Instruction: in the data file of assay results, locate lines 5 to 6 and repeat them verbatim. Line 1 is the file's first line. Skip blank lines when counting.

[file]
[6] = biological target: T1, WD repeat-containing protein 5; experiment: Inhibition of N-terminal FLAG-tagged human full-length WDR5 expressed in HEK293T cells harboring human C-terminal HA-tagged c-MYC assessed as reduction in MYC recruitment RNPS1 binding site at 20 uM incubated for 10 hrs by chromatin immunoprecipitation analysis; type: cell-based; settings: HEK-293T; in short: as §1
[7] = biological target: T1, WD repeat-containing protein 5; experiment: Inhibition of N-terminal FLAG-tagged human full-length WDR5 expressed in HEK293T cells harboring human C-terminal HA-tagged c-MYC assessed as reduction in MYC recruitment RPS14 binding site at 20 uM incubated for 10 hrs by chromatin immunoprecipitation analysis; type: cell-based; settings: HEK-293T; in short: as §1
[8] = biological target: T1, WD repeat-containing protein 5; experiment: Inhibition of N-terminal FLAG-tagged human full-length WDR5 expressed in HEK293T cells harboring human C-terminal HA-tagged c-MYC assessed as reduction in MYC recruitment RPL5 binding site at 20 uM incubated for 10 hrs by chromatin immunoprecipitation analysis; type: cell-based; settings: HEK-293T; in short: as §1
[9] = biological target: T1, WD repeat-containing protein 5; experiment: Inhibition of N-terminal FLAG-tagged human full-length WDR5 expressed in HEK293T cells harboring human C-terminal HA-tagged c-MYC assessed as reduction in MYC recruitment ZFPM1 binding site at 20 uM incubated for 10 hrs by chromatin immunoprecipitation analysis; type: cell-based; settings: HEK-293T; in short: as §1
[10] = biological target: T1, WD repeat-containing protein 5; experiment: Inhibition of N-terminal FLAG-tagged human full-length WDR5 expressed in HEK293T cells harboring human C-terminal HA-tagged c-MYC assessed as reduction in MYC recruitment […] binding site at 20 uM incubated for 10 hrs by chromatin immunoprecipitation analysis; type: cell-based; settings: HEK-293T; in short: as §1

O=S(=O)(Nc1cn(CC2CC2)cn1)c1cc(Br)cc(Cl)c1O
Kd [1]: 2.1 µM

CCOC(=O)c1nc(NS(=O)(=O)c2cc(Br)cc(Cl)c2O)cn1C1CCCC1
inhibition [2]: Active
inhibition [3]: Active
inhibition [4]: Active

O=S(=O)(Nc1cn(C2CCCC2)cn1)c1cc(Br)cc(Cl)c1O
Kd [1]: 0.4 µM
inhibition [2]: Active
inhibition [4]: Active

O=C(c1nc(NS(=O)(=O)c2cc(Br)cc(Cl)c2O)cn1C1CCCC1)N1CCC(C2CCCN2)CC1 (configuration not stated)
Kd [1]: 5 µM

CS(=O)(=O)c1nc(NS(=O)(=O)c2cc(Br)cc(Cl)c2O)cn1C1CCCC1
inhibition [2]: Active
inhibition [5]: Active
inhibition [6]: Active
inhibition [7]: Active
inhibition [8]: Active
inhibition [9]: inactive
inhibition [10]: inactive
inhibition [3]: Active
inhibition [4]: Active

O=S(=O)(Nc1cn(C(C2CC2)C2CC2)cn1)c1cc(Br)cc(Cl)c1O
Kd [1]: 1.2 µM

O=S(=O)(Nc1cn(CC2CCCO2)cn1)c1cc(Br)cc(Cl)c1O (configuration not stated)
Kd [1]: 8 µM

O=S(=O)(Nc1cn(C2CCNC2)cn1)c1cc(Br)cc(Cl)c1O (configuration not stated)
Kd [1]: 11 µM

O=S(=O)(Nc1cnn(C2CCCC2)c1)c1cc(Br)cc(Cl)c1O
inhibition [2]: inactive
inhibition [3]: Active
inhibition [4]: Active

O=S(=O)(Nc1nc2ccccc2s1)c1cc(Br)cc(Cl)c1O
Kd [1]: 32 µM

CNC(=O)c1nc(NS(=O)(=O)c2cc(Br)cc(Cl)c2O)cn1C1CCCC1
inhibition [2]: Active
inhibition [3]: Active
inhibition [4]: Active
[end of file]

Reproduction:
[10] = biological target: T1, WD repeat-containing protein 5; experiment: Inhibition of N-terminal FLAG-tagged human full-length WDR5 expressed in HEK293T cells harboring human C-terminal HA-tagged c-MYC assessed as reduction in MYC recruitment […] binding site at 20 uM incubated for 10 hrs by chromatin immunoprecipitation analysis; type: cell-based; settings: HEK-293T; in short: as §1

O=S(=O)(Nc1cn(CC2CC2)cn1)c1cc(Br)cc(Cl)c1O